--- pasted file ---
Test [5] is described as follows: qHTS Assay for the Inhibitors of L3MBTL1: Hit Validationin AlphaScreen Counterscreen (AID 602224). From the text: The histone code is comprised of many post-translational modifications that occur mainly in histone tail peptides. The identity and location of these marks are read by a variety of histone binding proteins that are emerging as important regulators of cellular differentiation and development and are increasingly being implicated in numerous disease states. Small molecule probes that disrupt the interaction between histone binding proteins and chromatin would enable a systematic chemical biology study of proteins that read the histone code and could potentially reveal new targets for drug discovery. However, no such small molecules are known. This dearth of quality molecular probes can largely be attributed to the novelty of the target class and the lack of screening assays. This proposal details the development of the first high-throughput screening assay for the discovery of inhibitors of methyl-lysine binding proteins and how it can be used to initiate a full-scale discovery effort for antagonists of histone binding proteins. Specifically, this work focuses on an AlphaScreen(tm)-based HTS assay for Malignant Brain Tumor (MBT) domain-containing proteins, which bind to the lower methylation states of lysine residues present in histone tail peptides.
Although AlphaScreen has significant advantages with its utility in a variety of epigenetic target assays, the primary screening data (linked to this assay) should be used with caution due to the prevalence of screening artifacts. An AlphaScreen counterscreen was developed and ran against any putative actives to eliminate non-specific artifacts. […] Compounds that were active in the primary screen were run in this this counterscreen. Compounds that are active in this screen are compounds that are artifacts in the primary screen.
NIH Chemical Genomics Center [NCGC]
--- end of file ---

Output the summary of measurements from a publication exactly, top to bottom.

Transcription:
Test [5] is described as follows: qHTS Assay for the Inhibitors of L3MBTL1: Hit Validationin AlphaScreen Counterscreen (AID 602224). From the text: The histone code is comprised of many post-translational modifications that occur mainly in histone tail peptides. The identity and location of these marks are read by a variety of histone binding proteins that are emerging as important regulators of cellular differentiation and development and are increasingly being implicated in numerous disease states. Small molecule probes that disrupt the interaction between histone binding proteins and chromatin would enable a systematic chemical biology study of proteins that read the histone code and could potentially reveal new targets for drug discovery. However, no such small molecules are known. This dearth of quality molecular probes can largely be attributed to the novelty of the target class and the lack of screening assays. This proposal details the development of the first high-throughput screening assay for the discovery of inhibitors of methyl-lysine binding proteins and how it can be used to initiate a full-scale discovery effort for antagonists of histone binding proteins. Specifically, this work focuses on an AlphaScreen(tm)-based HTS assay for Malignant Brain Tumor (MBT) domain-containing proteins, which bind to the lower methylation states of lysine residues present in histone tail peptides.
Although AlphaScreen has significant advantages with its utility in a variety of epigenetic target assays, the primary screening data (linked to this assay) should be used with caution due to the prevalence of screening artifacts. An AlphaScreen counterscreen was developed and ran against any putative actives to eliminate non-specific artifacts. […] Compounds that were active in the primary screen were run in this this counterscreen. Compounds that are active in this screen are compounds that are artifacts in the primary screen.
NIH Chemical Genomics Center [NCGC]